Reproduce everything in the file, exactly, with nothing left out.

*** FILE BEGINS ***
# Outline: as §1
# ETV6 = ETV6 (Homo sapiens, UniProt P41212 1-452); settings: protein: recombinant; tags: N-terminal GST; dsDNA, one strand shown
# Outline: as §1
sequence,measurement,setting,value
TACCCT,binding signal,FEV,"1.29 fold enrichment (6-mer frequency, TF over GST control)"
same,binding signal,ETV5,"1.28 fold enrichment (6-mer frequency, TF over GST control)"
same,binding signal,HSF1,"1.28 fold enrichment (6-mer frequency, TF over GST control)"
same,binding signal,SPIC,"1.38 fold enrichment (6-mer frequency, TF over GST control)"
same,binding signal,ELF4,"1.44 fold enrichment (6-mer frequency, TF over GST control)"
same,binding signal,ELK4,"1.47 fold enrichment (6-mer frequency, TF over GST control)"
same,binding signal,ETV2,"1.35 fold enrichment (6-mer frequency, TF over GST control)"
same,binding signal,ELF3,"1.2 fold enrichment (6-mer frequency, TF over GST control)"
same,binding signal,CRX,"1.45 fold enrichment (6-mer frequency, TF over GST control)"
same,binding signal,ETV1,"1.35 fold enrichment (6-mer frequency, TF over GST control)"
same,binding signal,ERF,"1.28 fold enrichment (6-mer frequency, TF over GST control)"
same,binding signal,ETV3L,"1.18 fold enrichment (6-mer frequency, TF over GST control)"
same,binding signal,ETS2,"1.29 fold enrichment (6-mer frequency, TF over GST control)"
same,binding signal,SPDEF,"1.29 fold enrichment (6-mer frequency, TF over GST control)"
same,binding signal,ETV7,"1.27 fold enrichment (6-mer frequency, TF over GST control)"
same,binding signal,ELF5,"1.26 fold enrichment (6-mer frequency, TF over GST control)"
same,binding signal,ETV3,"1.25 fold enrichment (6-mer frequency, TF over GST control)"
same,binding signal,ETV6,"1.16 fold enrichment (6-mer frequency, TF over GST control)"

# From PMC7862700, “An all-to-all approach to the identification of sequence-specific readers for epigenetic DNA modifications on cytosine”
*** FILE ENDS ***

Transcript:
# Outline: as §1
# ETV6 = ETV6 (Homo sapiens, UniProt P41212 1-452); settings: protein: recombinant; tags: N-terminal GST; dsDNA, one strand shown
# Outline: as §1
sequence,measurement,setting,value
TACCCT,binding signal,FEV,"1.29 fold enrichment (6-mer frequency, TF over GST control)"
same,binding signal,ETV5,"1.28 fold enrichment (6-mer frequency, TF over GST control)"
same,binding signal,HSF1,"1.28 fold enrichment (6-mer frequency, TF over GST control)"
same,binding signal,SPIC,"1.38 fold enrichment (6-mer frequency, TF over GST control)"
same,binding signal,ELF4,"1.44 fold enrichment (6-mer frequency, TF over GST control)"
same,binding signal,ELK4,"1.47 fold enrichment (6-mer frequency, TF over GST control)"
same,binding signal,ETV2,"1.35 fold enrichment (6-mer frequency, TF over GST control)"
same,binding signal,ELF3,"1.2 fold enrichment (6-mer frequency, TF over GST control)"
same,binding signal,CRX,"1.45 fold enrichment (6-mer frequency, TF over GST control)"
same,binding signal,ETV1,"1.35 fold enrichment (6-mer frequency, TF over GST control)"
same,binding signal,ERF,"1.28 fold enrichment (6-mer frequency, TF over GST control)"
same,binding signal,ETV3L,"1.18 fold enrichment (6-mer frequency, TF over GST control)"
same,binding signal,ETS2,"1.29 fold enrichment (6-mer frequency, TF over GST control)"
same,binding signal,SPDEF,"1.29 fold enrichment (6-mer frequency, TF over GST control)"
same,binding signal,ETV7,"1.27 fold enrichment (6-mer frequency, TF over GST control)"
same,binding signal,ELF5,"1.26 fold enrichment (6-mer frequency, TF over GST control)"
same,binding signal,ETV3,"1.25 fold enrichment (6-mer frequency, TF over GST control)"
same,binding signal,ETV6,"1.16 fold enrichment (6-mer frequency, TF over GST control)"

# From PMC7862700, “An all-to-all approach to the identification of sequence-specific readers for epigenetic DNA modifications on cytosine”